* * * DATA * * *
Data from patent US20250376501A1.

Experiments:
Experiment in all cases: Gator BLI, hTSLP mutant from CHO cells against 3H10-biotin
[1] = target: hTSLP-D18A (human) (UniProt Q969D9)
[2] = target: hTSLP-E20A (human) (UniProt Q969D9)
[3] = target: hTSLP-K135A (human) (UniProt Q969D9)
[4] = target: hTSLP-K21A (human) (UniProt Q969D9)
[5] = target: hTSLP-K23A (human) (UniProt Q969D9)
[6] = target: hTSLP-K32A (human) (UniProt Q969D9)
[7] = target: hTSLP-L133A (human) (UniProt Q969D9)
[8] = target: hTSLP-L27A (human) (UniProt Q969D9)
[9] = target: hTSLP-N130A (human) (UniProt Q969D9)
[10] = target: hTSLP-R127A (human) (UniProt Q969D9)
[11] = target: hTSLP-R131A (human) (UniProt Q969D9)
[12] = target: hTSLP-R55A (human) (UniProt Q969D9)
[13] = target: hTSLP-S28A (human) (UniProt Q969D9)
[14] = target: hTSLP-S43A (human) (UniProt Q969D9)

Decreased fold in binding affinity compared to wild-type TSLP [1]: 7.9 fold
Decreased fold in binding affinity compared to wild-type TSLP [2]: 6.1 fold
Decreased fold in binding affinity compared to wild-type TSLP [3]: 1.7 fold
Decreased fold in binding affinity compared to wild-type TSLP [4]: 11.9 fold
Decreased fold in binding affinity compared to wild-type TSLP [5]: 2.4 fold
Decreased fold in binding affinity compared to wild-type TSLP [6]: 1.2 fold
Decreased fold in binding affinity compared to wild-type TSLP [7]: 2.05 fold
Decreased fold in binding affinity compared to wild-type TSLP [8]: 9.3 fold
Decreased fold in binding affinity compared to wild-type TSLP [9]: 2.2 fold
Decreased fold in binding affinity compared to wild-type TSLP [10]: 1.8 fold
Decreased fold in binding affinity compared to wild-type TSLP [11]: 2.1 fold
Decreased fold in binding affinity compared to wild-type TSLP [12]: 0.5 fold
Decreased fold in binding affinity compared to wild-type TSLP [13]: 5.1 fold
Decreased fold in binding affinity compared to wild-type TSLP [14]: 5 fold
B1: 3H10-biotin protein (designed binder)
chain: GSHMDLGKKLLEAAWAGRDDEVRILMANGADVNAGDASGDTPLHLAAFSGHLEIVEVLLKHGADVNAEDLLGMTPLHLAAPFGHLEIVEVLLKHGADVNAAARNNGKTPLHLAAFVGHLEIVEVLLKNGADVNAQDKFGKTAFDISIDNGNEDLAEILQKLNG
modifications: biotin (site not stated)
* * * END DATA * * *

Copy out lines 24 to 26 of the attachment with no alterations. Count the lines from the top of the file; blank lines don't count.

Decreased fold in binding affinity compared to wild-type TSLP [7]: 2.05 fold
Decreased fold in binding affinity compared to wild-type TSLP [8]: 9.3 fold
Decreased fold in binding affinity compared to wild-type TSLP [9]: 2.2 fold